Wed | Jan 23, 2019

First-time winners Richards, Spencer shine at Golden Cleats awards

Published:Sunday | December 14, 2014 | 12:00 AM
JAAA/Scotiabank Golden Cleats awards winners Kaliese Spencer (second left) and O'Dayne Richards (second right) pose with their trophies at the Terra Nova All-Suite Hotel, Waterloo Road, on Friday night. Looking on are Hugh Miller (left), chief operating officer, Scotia Investments Jamaica, and Hugh Reid (right), president, Scotia Insurance. - Winston Sill/Freelance Photographer

Robert Bailey, Sunday Gleaner Writer

It was a clean sweep for the MVP Track Club at Friday night's Jamaica Athletics Administrative Association (JAAA)/Scotiabank Golden Cleats Awards, with first-time male and female winners O'Dayne Richards and Kaliese Spencer leading a trophy-laden night for the club.

No stranger to this award, Stephen Francis, head coach at the University of Technology-based outfit, was the third jewel in the crown, once again walking away with the coach of the year accolade at the exquisite event, which was hosted by the Terra Nova All Suite Hotel.

It was hardly a surprise when Richards and Spencer were presented with the Laura Facey-sculpted pieces, after their impressive performances this past season, but the pair did little to hide their excitement in front of an audience made up of their peers, track and field luminaries, as well as top sporting officials.


The 25-year-old Richards created history by becoming Jamaica's first gold medallist in the shot put at the Commonwealth Games, when he heaved a Games and National record 21.61 metres. Richards also finished second at the Continental Cup.

"It really feels good, and I have to give God thanks for this opportunity to win this award," said Richards, who also became the first field events athlete to win the award in its nine years of existence.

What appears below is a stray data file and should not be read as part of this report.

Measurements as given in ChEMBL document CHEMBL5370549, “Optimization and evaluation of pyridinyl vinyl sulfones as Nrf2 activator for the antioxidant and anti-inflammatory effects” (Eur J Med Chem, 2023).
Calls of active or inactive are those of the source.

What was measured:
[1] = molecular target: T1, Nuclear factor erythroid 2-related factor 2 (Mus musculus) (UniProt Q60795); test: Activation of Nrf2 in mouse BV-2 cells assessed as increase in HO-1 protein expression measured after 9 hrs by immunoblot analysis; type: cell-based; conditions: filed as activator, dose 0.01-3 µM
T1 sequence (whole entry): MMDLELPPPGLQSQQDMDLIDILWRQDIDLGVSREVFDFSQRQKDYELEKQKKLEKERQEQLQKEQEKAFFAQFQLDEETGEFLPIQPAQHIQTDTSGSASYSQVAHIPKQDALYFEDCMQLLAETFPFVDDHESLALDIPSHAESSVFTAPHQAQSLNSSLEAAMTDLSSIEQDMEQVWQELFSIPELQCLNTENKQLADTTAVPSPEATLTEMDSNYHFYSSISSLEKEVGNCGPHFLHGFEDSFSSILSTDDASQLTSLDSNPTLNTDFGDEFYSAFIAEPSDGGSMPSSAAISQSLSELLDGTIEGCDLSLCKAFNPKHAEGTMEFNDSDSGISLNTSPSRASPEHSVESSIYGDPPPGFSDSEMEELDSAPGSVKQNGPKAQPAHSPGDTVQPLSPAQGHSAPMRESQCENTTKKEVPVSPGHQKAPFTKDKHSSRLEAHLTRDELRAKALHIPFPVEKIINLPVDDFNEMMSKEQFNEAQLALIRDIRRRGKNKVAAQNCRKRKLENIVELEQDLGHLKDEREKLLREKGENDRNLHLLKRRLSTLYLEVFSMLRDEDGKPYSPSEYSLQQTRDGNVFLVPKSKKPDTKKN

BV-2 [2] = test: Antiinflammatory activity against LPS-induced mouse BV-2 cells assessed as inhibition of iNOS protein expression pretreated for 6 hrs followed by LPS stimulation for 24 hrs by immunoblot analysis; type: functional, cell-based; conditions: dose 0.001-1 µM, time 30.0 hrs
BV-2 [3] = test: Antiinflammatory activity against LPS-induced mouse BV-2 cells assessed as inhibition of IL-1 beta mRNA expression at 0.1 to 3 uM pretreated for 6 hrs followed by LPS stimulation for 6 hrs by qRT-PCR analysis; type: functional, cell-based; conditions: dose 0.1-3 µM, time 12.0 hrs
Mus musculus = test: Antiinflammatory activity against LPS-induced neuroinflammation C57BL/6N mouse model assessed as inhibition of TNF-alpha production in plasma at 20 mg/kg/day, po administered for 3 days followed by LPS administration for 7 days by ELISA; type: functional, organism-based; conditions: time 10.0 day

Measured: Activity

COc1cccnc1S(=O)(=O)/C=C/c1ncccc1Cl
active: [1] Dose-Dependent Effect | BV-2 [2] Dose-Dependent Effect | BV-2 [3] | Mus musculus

"I am grateful and honoured to be able to stand amongst these nominees because I know that they are all spectacular athletes," he said. "I am just thankful because it was a beautiful year for me, it was filled with joy, it was filled with pain, and so I am just enjoying the moment right now."

"I am very surprised because I really thought that Rasheed Dywer would have got it, as it was joy to see him going below 20 seconds in the 200m," Richards noted.

Spencer, 27, was an easy decision for the female award following a sensational season in which she won three major titles.

The 400m hurdler started the year by winning a silver medal in the 400m at the IAAF World Indoor Championships, before adding gold in the 400m hurdles at the Commonwealth Games and the IAAF Continental Cup later on.

"I am very honoured," said Spencer. "We are a nation full of great athletes, and to be the recipient of this year's award, I am very grateful.

"This is just a stepping stone, and I am happy that last season was a great one and will inspire me to train harder and, hopefully, 2015 will be a much better season," Spencer added.

In addition to coaching Spencer, Francis, who was not present, also conditions female nominees Shelly-Ann Fraser-Pryce and Stephanie-Ann McPherson.

The Howard Aris Award - which was established in memory of the late former JAAA president to recognise athletes who represent the country with distinction in non-traditional events - was presented to 2014 World Junior 400m hurdles and Youth Olympics 110m hurdles champion Jaheel Hyde.

The 18-year-old Hyde, a student at Wolmer's Boys, collected his second award of the night when he, along with Natalliah Whyte of St Jago, received the Howard Aris Scholarships, each valued at $250,000, tenable at the University of the West Indies, University of Technology or G.C. Foster College.

  • I'm honoured, and I thank God, says Richards
  • This has inspired me towards greater things, says Spencer